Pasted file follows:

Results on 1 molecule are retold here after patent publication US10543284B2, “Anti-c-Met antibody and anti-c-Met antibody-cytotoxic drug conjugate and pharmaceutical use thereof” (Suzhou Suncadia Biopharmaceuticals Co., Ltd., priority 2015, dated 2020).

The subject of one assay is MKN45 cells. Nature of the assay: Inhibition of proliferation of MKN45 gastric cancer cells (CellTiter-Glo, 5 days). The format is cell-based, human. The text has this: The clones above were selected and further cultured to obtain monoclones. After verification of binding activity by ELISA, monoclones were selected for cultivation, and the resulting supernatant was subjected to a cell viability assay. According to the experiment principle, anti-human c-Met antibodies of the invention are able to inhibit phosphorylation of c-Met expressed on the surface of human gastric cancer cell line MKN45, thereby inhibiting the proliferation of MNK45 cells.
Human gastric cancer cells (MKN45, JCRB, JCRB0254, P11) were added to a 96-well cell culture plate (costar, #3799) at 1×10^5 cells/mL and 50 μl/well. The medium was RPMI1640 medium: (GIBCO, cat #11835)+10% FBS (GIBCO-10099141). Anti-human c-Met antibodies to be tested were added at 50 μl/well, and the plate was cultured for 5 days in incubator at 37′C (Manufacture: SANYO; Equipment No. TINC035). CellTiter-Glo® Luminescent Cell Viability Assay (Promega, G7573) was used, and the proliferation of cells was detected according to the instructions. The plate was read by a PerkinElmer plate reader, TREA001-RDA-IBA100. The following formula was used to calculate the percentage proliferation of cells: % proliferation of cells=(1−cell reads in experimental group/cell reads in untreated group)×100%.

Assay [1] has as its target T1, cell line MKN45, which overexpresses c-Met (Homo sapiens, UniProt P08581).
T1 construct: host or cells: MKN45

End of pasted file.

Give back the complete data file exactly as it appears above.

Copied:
Results on 1 molecule are retold here after patent publication US10543284B2, “Anti-c-Met antibody and anti-c-Met antibody-cytotoxic drug conjugate and pharmaceutical use thereof” (Suzhou Suncadia Biopharmaceuticals Co., Ltd., priority 2015, dated 2020).

The subject of one assay is MKN45 cells. Nature of the assay: Inhibition of proliferation of MKN45 gastric cancer cells (CellTiter-Glo, 5 days). The format is cell-based, human. The text has this: The clones above were selected and further cultured to obtain monoclones. After verification of binding activity by ELISA, monoclones were selected for cultivation, and the resulting supernatant was subjected to a cell viability assay. According to the experiment principle, anti-human c-Met antibodies of the invention are able to inhibit phosphorylation of c-Met expressed on the surface of human gastric cancer cell line MKN45, thereby inhibiting the proliferation of MNK45 cells.
Human gastric cancer cells (MKN45, JCRB, JCRB0254, P11) were added to a 96-well cell culture plate (costar, #3799) at 1×10^5 cells/mL and 50 μl/well. The medium was RPMI1640 medium: (GIBCO, cat #11835)+10% FBS (GIBCO-10099141). Anti-human c-Met antibodies to be tested were added at 50 μl/well, and the plate was cultured for 5 days in incubator at 37′C (Manufacture: SANYO; Equipment No. TINC035). CellTiter-Glo® Luminescent Cell Viability Assay (Promega, G7573) was used, and the proliferation of cells was detected according to the instructions. The plate was read by a PerkinElmer plate reader, TREA001-RDA-IBA100. The following formula was used to calculate the percentage proliferation of cells: % proliferation of cells=(1−cell reads in experimental group/cell reads in untreated group)×100%.

Assay [1] has as its target T1, cell line MKN45, which overexpresses c-Met (Homo sapiens, UniProt P08581).
T1 construct: host or cells: MKN45